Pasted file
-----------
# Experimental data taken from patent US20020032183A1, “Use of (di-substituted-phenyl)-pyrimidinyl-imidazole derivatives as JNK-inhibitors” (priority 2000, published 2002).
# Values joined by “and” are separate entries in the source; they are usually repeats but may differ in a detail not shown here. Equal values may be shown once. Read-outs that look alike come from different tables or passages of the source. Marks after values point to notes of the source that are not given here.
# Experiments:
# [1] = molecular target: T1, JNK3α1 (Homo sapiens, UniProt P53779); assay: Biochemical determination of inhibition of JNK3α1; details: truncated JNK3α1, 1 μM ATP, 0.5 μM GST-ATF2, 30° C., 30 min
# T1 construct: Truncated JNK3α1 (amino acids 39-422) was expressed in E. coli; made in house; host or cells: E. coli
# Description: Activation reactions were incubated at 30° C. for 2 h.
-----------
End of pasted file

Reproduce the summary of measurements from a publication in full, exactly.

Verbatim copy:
# Experimental data taken from patent US20020032183A1, “Use of (di-substituted-phenyl)-pyrimidinyl-imidazole derivatives as JNK-inhibitors” (priority 2000, published 2002).
# Values joined by “and” are separate entries in the source; they are usually repeats but may differ in a detail not shown here. Equal values may be shown once. Read-outs that look alike come from different tables or passages of the source. Marks after values point to notes of the source that are not given here.
# Experiments:
# [1] = molecular target: T1, JNK3α1 (Homo sapiens, UniProt P53779); assay: Biochemical determination of inhibition of JNK3α1; details: truncated JNK3α1, 1 μM ATP, 0.5 μM GST-ATF2, 30° C., 30 min
# T1 construct: Truncated JNK3α1 (amino acids 39-422) was expressed in E. coli; made in house; host or cells: E. coli
# Description: Activation reactions were incubated at 30° C. for 2 h.